Despite the changing times where one can see more people, especially women engaged in white-collared jobs and are now working in offices, stores and other establishments, taro cultivation still is one of many traditions that remain strong in Palau today.

Working in the taro patch spells hard work, Lizette says. “It’s like wallowing in the mud all day, you’re muddy and your clothes are muddy. It’s really dirty work and you have to work under the intense heat of the sun,” she adds.
But in the past, the taro patch is the main form of agriculture and was the pride of every Palauan woman. If you don’t have a taro patch, you’re not considered a good wife or a good person to marry. Records show that "It’s hard work, it’s labor intensive, but it’s done with pride. It’s one of the criteria of being an independent woman in Palau. Still today.”

Taro is Palau’s main food and is served in all parties like birthdays, first bath ceremonies, house parties, simple gatherings and any other events. These are served in a variety of attractive presentations which appeals to the eye and appetite of the people. There’s the thinly sliced taro which serves as the main dish (in the absence of rice). Then there’s the mashed taro which is wrapped in plastic resembling a huge hotdog.
Other foods are also cultivated in Palau such as sweet potato, tapioca, bananas and breadfruit being an important part of the diet.

SOJA rocks Palau

The eager crowd did not mind the hours of waiting, standing or sitting on the floor as local artists belted out lively renditions of Palauan songs. I squatted on the floor below the stage with others, unaware (until later) that the entire middle floor has turned into a huge dance floor, with everybody dancing and swaying in anticipation of the appearance of the night’s main performers- the Soldiers Of Jah Army (SOJA) reggae band.

The curtains opened and the shouts rose to a deafening crescendo when lead singers Jacob Hemphill (guitar) and Bob Jefferson (bass) trotted on stage for their opening number, to the accompaniment of Patrick O’Shea on keyboard, percussionist Ken Brownell, and drummer Ryan Berty.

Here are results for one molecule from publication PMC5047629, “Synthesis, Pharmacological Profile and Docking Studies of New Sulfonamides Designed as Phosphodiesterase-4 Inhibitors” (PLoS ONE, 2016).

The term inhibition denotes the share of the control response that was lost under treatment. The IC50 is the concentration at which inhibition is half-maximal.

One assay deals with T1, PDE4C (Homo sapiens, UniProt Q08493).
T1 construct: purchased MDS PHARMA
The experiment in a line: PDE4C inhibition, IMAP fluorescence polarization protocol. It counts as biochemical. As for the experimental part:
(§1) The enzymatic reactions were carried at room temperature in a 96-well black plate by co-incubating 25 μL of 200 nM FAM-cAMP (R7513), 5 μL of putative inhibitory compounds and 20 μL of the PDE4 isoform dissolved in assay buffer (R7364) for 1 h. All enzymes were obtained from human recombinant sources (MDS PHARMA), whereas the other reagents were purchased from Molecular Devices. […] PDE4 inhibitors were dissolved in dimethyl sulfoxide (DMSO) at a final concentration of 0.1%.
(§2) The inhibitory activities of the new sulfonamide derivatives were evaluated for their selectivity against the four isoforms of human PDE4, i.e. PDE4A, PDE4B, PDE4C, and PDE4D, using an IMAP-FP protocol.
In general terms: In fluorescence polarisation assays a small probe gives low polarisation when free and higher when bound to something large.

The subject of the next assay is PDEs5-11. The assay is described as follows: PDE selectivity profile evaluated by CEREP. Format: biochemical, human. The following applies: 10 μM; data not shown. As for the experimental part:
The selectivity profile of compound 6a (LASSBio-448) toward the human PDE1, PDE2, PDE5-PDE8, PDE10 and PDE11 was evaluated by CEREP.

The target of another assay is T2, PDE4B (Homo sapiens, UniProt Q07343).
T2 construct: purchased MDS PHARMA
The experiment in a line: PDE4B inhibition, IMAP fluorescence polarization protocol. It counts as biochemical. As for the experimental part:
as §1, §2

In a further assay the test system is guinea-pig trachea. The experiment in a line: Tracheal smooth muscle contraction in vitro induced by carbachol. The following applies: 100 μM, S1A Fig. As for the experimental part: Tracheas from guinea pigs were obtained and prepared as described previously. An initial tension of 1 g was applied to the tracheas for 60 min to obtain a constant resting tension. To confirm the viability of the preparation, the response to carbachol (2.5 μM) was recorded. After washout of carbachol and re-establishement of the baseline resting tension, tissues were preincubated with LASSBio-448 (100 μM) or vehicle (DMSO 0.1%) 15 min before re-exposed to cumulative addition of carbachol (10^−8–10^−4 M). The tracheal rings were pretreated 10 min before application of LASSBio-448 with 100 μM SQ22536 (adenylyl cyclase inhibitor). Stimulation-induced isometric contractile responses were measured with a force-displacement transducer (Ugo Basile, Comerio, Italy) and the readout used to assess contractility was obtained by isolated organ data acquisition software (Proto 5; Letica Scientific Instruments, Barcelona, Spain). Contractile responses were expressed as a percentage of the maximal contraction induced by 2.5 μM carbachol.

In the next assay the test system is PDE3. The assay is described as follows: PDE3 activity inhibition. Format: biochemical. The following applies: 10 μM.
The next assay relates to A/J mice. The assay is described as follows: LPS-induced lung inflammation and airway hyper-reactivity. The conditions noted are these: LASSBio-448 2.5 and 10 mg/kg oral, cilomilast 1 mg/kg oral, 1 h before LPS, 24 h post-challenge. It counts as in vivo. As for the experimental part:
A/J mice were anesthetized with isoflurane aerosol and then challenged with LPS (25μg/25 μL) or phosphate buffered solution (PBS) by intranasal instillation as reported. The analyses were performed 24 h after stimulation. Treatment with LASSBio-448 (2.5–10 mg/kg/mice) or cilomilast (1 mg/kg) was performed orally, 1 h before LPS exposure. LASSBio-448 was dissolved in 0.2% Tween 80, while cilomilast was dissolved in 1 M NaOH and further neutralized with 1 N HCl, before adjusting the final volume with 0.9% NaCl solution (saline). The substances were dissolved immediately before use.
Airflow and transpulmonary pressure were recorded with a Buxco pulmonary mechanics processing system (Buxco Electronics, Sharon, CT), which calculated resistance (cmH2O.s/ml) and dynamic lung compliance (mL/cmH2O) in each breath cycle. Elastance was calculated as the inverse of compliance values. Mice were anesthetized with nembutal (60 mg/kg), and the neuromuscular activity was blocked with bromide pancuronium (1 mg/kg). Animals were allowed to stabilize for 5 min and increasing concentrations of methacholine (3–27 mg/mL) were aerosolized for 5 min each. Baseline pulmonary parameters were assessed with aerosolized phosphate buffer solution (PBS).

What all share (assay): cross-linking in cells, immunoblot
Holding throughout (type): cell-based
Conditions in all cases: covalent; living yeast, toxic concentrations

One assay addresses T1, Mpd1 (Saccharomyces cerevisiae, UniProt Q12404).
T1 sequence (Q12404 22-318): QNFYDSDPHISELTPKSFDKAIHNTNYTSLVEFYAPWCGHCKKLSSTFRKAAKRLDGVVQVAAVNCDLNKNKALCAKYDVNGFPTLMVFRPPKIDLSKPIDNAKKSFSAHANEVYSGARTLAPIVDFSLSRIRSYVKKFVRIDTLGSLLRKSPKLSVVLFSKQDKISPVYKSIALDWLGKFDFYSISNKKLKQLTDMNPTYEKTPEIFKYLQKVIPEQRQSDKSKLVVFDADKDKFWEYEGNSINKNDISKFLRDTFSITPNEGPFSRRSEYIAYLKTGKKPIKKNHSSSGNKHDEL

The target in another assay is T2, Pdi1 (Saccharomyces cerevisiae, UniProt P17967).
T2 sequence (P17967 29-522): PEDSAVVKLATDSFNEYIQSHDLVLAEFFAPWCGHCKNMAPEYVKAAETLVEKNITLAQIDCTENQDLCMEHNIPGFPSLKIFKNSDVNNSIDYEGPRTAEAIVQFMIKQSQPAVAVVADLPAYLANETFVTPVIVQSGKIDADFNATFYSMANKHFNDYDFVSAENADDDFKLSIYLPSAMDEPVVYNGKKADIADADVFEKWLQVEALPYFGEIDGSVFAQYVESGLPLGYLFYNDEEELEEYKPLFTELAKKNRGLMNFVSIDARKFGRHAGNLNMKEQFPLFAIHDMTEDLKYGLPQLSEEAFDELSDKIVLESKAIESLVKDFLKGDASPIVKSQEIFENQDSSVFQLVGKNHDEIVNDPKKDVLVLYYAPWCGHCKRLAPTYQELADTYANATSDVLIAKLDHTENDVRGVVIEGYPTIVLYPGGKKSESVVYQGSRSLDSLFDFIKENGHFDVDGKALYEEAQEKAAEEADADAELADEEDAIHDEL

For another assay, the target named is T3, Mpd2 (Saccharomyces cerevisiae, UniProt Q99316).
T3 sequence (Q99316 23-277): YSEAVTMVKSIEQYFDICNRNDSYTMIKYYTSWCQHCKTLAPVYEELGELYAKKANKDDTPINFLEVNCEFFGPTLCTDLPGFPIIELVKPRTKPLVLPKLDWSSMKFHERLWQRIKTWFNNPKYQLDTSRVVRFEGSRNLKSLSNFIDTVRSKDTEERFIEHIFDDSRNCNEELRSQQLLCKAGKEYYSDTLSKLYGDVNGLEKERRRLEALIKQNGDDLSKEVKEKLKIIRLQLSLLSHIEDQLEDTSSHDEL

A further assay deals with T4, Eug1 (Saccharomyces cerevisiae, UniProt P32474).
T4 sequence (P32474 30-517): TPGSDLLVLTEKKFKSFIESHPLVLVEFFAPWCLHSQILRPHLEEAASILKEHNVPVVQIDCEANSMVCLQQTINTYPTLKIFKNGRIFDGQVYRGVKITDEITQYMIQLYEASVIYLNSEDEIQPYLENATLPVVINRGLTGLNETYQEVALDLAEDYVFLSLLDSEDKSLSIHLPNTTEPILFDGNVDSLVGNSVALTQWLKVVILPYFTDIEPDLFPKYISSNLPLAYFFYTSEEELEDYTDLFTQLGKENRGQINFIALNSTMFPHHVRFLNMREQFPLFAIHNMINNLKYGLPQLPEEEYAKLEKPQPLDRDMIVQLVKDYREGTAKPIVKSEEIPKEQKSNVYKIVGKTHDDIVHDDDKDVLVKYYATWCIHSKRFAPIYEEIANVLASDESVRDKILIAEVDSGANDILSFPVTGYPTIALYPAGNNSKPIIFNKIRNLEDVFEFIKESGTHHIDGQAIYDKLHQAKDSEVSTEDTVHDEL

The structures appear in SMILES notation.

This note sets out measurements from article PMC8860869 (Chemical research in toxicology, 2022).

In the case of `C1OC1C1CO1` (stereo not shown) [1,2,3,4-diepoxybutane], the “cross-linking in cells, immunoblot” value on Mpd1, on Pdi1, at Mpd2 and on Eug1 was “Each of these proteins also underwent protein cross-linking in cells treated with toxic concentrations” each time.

The cheer of the crowd was deafening. Seats were abandoned as everyone stood up to join the jostling crowd and let go of all the cares as they lost themselves to the wonderful world of reggae.

For an island who rarely get the opportunity to see live concerts, the Ngarachamayong Cultural Center was literally jampacked with teenagers, kids and adults who stomped their feet, clapped and swayed to the beat of the drums as the band sent a message to the listeners through their songs.

SOJA’s music includes and embraces all walks of life - it has no prejudice – it is for everyone. The band is embarking on a journey around the world promoting their latest album “Get Wiser” and Palau is fortunate to be included among the stopovers.
From Palau, SOJA has a series of shows scheduled in Guam, Saipan, California and other places. For more information, visit their website at

The two-night live concert was the first alcohol-free event by GenNOW and co-sponsored by the Palau Royal Resort, Oceania Television Network and Koror State Government youth division.

Shooting paintballs

I ducked my head and covered the camera lens with my hand as a paintball (the bullet used for the markers or paintgun) came shooting in my direction. I had on a camouflage vest and a protective face mask but unlike the others, I was armed only with a camera, not a paintgun. Seated on a stool at the referee’s box, adrenalin surged through my being as the two teams who were engaged in a hot combat tried to outdo each other in this latest sport.

Paintball is a fun and exciting sport. It is played in over 40 countries by millions regardless of age, sex, status and profession can join and share in common a love for adventure and a strong competitive spirit. When the adrenaline starts pumping, you can't help but love the thrill of the game! Roland, the referee stands on a corner in the “battlefield” ready to blow his whistle for a time-out when the need arises.

Paintball is a combination of the most popular childhood games "tag" and "hide & seek," but is much more challenging. The number of players on each team can vary from one or two, five or seven or 10, depending on the size of the playing field.